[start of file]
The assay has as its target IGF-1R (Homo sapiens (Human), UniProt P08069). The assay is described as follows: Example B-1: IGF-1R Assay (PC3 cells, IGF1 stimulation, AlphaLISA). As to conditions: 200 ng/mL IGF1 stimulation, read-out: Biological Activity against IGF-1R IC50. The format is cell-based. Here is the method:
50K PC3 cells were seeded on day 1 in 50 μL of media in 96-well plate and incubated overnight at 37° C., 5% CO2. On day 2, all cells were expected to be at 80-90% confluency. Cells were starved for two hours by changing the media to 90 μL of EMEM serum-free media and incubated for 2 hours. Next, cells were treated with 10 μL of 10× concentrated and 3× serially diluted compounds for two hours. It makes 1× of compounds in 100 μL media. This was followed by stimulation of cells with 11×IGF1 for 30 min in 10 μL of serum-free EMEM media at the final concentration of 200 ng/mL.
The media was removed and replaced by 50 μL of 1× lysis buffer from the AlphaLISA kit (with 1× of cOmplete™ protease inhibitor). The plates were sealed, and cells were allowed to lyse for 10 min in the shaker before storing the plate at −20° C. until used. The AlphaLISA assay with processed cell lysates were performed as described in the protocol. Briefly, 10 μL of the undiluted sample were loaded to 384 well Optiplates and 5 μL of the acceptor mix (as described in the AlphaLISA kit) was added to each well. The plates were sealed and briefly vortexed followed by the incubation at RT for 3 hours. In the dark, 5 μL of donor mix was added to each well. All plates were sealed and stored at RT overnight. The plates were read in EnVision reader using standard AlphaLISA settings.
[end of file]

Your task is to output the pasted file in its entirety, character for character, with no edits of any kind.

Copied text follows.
The assay has as its target IGF-1R (Homo sapiens (Human), UniProt P08069). The assay is described as follows: Example B-1: IGF-1R Assay (PC3 cells, IGF1 stimulation, AlphaLISA). As to conditions: 200 ng/mL IGF1 stimulation, read-out: Biological Activity against IGF-1R IC50. The format is cell-based. Here is the method:
50K PC3 cells were seeded on day 1 in 50 μL of media in 96-well plate and incubated overnight at 37° C., 5% CO2. On day 2, all cells were expected to be at 80-90% confluency. Cells were starved for two hours by changing the media to 90 μL of EMEM serum-free media and incubated for 2 hours. Next, cells were treated with 10 μL of 10× concentrated and 3× serially diluted compounds for two hours. It makes 1× of compounds in 100 μL media. This was followed by stimulation of cells with 11×IGF1 for 30 min in 10 μL of serum-free EMEM media at the final concentration of 200 ng/mL.
The media was removed and replaced by 50 μL of 1× lysis buffer from the AlphaLISA kit (with 1× of cOmplete™ protease inhibitor). The plates were sealed, and cells were allowed to lyse for 10 min in the shaker before storing the plate at −20° C. until used. The AlphaLISA assay with processed cell lysates were performed as described in the protocol. Briefly, 10 μL of the undiluted sample were loaded to 384 well Optiplates and 5 μL of the acceptor mix (as described in the AlphaLISA kit) was added to each well. The plates were sealed and briefly vortexed followed by the incubation at RT for 3 hours. In the dark, 5 μL of donor mix was added to each well. All plates were sealed and stored at RT overnight. The plates were read in EnVision reader using standard AlphaLISA settings.